At the start of the session, dont think about the market in relation to yesterday because you will be introducing mental bias into your judgement (its going to close the gap, it wants to reach a high, it wants to make a new low, if it breaks its going to run etc...). Your first opinion should come in clean, in other words solely based on what is happening right now at market open. Just watch and observe. Once you have completed your observations you then broaden your perspective and introduce other filters such as indicators, correlated markets...whatever. This is all habit forming and you need to have the same procedure day in and day out.

Coming to the stats part of it, I had various metrics which I tried incorporating into my trading. tbh I dont rely too heavily on stats anymore but since you are asking the question, it is important that you go through the process for yourself to see if it's for you. Most importantly of all is to figure out how to do it for yourself and not listen to anyone else's opinion or statistic.

In stats there is a 4 step process.
  1. Pose the question.
  2. Collect the data
  3. Analyse the data
  4. Interpret the results

The nice thing about trade data is that unless you are going to be doing statistical comparisons, there will be no interpretation of the results. You will be getting definitive answers which are kind of like yes/no answers so we can cut out the final interpretation part.
  1. So lets start with a question: What is your question Salao? For example, you might ask: on trending days, how often does the market close at the highs (in this case lets define the highs as the upper quartile of the day range)
  2. To collect relevant data, you must pick a timeframe. If you are on the 5 minute, extract 5 minute RTH bar data going back over the past 12 months.
  3. To analyse we will use either python or Excel. You choose.
Once you have done this, let me know. The next step is to figure out the correct procedure and formulas to not only give you the answer to your first question, but to establish a framework that will allow you to be more efficient with getting the answers you want and not wasting time in excel.

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I'm a discretionary trader, and my plan calls for me to trade the open, make 2-3 trades over a 2-3 hour period and be done. Having the OR information on my chart provides a ton of context, along with previous levels.

Notice how the ES price at the bottom of the OR is equal to R1 (standard floor trader pivots) and also y-HOD? Quants LOL.

Having the RTH open, OR high and low shaded on my chart tells me visually where price is at.

The first minute after the stock market open for equities is painted coral, and the OR is blue. The dashed line is VWAP, red if falling, green is rising. The pre-market range is in grey.

I use a one hour OR.

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Grantx View Post
The way I used the opening range was going back over past days and printing off every RTH session in exactly the same format (example attached)so that I familiarize myself with the various daily patterns. Then I went through each chart and noted various trade opportunities. This is an important procedure because I could not move the chart around or load an indicator or see price in relation to yesterday etc.. doing it this way means you are analysing under relaxed conditions and this opens your mind in a way I cannot describe. You will start to see patterns and other nuances that you never noticed before, without trying to see them. Write down everything.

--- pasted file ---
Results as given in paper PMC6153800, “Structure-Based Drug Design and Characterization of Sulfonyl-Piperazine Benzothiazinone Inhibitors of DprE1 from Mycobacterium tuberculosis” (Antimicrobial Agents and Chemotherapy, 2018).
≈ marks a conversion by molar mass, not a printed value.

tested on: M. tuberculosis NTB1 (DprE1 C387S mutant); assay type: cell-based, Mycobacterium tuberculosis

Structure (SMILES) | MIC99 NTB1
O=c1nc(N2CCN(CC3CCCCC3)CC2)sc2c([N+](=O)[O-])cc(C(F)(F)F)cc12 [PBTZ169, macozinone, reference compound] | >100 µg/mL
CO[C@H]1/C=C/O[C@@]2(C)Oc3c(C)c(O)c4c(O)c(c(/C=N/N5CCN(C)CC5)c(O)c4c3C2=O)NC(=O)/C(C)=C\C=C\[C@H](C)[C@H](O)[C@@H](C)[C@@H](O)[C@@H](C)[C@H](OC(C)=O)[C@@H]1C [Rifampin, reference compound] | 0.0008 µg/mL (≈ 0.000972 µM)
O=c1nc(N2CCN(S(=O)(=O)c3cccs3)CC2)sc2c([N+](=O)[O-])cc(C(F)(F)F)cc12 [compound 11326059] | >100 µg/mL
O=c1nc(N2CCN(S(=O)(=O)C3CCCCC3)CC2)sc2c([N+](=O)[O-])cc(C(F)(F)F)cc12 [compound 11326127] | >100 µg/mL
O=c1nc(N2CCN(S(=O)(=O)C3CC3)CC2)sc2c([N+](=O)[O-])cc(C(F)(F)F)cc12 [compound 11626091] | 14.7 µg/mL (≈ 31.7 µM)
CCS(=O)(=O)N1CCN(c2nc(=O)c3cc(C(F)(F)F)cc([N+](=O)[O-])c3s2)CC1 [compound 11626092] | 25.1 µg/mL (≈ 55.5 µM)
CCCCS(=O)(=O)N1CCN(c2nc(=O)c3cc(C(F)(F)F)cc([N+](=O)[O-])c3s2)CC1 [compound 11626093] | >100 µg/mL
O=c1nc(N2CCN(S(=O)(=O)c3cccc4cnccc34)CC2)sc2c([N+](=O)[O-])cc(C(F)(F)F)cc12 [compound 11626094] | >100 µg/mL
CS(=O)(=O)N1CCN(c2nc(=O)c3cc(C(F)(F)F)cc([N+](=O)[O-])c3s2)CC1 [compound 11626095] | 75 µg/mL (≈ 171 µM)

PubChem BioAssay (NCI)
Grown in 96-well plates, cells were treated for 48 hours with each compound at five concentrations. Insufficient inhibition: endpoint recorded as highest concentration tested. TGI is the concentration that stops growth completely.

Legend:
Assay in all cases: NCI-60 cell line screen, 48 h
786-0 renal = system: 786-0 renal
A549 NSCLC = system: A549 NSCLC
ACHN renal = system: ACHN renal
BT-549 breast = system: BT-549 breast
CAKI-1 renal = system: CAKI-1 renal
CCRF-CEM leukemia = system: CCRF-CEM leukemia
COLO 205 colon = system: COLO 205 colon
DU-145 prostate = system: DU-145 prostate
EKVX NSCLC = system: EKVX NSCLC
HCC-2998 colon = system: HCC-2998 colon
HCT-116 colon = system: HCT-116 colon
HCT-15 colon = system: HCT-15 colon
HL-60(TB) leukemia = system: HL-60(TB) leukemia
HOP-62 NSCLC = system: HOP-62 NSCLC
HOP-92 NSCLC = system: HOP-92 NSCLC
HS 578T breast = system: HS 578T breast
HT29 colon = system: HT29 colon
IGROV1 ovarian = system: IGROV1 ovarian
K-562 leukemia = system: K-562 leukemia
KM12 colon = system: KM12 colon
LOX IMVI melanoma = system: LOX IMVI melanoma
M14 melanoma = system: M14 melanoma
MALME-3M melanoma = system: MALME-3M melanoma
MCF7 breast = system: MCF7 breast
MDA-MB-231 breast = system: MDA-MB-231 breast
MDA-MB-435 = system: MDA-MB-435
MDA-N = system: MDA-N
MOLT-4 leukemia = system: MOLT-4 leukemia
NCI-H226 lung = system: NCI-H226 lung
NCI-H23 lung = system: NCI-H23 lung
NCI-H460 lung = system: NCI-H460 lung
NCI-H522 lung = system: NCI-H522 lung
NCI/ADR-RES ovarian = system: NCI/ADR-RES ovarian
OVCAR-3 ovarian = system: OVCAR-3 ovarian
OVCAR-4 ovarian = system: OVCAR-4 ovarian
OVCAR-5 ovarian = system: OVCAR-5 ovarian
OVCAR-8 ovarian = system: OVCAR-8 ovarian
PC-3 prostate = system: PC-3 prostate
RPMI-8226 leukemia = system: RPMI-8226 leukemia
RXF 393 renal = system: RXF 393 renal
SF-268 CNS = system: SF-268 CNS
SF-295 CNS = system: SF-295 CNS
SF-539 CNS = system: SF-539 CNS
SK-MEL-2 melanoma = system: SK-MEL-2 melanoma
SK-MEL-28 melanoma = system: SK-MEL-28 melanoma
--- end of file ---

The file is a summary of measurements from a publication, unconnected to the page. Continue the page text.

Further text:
At the start of the session, dont think about the market in relation to yesterday because you will be introducing mental bias into your judgement (its going to close the gap, it wants to reach a high, it wants to make a new low, if it breaks its going to run etc...). Your first opinion should come in clean, in other words solely based on what is happening right now at market open. Just watch and observe. Once you have completed your observations you then broaden your perspective and introduce other filters such as indicators, correlated markets...whatever. This is all habit forming and you need to have the same procedure day in and day out.

Coming to the stats part of it, I had various metrics which I tried incorporating into my trading. tbh I dont rely too heavily on stats anymore but since you are asking the question, it is important that you go through the process for yourself to see if it's for you. Most importantly of all is to figure out how to do it for yourself and not listen to anyone else's opinion or statistic.

In stats there is a 4 step process.
  1. Pose the question.
  2. Collect the data
  3. Analyse the data
  4. Interpret the results

The nice thing about trade data is that unless you are going to be doing statistical comparisons, there will be no interpretation of the results. You will be getting definitive answers which are kind of like yes/no answers so we can cut out the final interpretation part.
  1. So lets start with a question: What is your question Salao? For example, you might ask: on trending days, how often does the market close at the highs (in this case lets define the highs as the upper quartile of the day range)
  2. To collect relevant data, you must pick a timeframe. If you are on the 5 minute, extract 5 minute RTH bar data going back over the past 12 months.
  3. To analyse we will use either python or Excel. You choose.
Once you have done this, let me know. The next step is to figure out the correct procedure and formulas to not only give you the answer to your first question, but to establish a framework that will allow you to be more efficient with getting the answers you want and not wasting time in excel.